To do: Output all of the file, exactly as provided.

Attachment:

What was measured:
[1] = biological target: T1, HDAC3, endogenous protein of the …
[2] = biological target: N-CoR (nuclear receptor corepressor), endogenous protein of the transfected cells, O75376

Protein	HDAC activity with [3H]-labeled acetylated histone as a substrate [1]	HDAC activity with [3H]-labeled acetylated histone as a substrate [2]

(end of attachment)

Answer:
What was measured:
[1] = biological target: T1, HDAC3, endogenous protein of the …
[2] = biological target: N-CoR (nuclear receptor corepressor), endogenous protein of the transfected cells, O75376

Protein	HDAC activity with [3H]-labeled acetylated histone as a substrate [1]	HDAC activity with [3H]-labeled acetylated histone as a substrate [2]